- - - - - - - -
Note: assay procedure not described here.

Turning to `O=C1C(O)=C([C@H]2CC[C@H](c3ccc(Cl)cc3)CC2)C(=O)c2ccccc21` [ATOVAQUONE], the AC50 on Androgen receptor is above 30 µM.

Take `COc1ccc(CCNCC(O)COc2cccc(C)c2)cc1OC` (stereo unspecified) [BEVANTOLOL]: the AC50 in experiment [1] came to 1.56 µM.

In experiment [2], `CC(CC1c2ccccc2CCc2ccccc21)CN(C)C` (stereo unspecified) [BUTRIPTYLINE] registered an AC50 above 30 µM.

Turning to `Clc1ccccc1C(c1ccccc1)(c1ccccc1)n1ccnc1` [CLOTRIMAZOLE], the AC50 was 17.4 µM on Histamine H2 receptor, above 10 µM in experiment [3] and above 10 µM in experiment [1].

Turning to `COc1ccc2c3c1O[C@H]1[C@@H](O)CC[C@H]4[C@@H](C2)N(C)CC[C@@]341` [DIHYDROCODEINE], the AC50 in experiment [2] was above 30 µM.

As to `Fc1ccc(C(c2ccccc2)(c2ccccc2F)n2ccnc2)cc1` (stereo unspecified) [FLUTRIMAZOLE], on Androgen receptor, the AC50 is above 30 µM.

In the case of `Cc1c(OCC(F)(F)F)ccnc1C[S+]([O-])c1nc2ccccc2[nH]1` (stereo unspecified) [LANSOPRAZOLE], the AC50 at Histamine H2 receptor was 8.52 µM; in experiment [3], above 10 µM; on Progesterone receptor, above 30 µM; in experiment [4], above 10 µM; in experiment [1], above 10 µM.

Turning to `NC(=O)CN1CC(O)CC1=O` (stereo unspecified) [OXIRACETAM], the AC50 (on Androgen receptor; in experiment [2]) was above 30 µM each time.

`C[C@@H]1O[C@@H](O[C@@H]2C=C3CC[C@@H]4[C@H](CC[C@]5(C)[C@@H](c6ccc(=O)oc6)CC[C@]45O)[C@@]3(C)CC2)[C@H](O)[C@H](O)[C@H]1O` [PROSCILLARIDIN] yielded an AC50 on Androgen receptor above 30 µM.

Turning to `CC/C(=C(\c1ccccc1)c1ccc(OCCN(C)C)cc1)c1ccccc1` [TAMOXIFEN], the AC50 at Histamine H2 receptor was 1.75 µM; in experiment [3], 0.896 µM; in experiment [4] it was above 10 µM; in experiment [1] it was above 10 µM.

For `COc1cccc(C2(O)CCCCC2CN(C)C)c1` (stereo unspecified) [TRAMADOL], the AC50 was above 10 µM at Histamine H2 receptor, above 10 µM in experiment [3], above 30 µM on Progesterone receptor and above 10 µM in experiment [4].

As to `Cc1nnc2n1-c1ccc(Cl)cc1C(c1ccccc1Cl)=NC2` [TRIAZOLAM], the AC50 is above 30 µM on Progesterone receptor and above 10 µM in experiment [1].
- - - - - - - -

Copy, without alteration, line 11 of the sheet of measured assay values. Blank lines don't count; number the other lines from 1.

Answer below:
Turning to `CC/C(=C(\c1ccccc1)c1ccc(OCCN(C)C)cc1)c1ccccc1` [TAMOXIFEN], the AC50 at Histamine H2 receptor was 1.75 µM; in experiment [3], 0.896 µM; in experiment [4] it was above 10 µM; in experiment [1] it was above 10 µM.